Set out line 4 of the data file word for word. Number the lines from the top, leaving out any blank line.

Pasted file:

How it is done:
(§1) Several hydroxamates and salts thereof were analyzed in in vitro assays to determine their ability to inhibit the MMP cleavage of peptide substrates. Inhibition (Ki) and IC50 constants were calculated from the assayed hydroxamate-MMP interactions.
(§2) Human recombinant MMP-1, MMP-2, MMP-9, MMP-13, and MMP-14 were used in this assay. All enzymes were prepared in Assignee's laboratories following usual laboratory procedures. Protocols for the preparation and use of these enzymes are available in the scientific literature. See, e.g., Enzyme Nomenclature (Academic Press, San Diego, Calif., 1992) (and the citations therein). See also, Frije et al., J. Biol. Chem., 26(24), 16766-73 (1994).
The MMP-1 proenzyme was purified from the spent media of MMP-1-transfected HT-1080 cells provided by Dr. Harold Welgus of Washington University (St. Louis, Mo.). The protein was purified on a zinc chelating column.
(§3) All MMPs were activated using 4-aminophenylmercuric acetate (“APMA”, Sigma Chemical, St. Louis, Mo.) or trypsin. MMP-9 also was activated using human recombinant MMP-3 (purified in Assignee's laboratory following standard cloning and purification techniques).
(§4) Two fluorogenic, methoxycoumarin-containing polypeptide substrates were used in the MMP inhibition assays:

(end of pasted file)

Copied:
The MMP-1 proenzyme was purified from the spent media of MMP-1-transfected HT-1080 cells provided by Dr. Harold Welgus of Washington University (St. Louis, Mo.). The protein was purified on a zinc chelating column.